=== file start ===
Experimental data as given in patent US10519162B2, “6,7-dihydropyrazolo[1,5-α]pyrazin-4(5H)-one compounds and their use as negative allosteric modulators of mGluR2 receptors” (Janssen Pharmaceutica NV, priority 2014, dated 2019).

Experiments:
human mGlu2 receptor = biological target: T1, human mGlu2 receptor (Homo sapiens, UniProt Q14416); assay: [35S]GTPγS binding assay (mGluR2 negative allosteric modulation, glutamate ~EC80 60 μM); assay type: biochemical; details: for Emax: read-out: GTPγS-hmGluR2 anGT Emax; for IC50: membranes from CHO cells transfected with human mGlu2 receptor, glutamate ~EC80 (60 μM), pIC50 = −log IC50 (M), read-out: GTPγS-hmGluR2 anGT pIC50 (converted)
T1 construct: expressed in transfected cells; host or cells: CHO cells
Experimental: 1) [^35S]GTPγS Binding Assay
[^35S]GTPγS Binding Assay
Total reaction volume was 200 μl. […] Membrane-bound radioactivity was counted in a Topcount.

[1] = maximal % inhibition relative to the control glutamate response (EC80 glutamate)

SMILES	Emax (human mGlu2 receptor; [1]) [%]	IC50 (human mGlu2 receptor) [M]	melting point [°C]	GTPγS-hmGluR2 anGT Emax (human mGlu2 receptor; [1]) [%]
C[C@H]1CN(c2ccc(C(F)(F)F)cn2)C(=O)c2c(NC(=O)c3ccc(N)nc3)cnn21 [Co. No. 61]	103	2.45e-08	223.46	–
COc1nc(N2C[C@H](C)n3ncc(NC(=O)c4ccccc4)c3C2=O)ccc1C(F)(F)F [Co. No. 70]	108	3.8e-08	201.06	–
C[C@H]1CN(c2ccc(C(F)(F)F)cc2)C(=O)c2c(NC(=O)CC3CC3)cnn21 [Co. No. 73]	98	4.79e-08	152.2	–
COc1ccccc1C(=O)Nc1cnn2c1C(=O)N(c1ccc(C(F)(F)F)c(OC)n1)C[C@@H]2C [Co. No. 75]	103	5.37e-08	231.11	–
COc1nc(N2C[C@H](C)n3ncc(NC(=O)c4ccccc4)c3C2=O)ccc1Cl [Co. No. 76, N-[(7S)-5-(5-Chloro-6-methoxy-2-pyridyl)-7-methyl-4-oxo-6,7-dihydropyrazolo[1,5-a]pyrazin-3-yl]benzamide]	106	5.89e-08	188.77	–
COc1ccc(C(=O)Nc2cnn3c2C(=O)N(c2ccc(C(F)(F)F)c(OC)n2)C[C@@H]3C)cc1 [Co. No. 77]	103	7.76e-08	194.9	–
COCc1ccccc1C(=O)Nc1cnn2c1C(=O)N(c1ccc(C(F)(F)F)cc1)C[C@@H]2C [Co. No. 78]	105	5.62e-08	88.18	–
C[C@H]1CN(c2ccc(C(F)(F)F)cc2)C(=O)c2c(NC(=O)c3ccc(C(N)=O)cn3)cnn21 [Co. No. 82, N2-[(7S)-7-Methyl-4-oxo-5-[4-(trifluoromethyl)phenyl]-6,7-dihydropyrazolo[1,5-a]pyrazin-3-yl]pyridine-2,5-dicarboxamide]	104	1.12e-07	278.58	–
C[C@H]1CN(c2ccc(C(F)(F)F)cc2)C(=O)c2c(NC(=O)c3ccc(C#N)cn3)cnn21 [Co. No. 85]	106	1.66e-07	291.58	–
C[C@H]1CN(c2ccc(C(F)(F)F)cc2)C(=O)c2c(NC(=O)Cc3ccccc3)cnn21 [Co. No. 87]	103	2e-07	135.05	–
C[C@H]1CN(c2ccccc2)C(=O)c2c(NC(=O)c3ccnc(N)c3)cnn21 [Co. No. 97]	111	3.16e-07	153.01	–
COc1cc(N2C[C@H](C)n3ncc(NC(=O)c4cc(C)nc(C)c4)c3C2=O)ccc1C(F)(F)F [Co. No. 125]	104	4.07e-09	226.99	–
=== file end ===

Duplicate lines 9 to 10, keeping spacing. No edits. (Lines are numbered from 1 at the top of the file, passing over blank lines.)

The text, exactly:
SMILES	Emax (human mGlu2 receptor; [1]) [%]	IC50 (human mGlu2 receptor) [M]	melting point [°C]	GTPγS-hmGluR2 anGT Emax (human mGlu2 receptor; [1]) [%]
C[C@H]1CN(c2ccc(C(F)(F)F)cn2)C(=O)c2c(NC(=O)c3ccc(N)nc3)cnn21 [Co. No. 61]	103	2.45e-08	223.46	–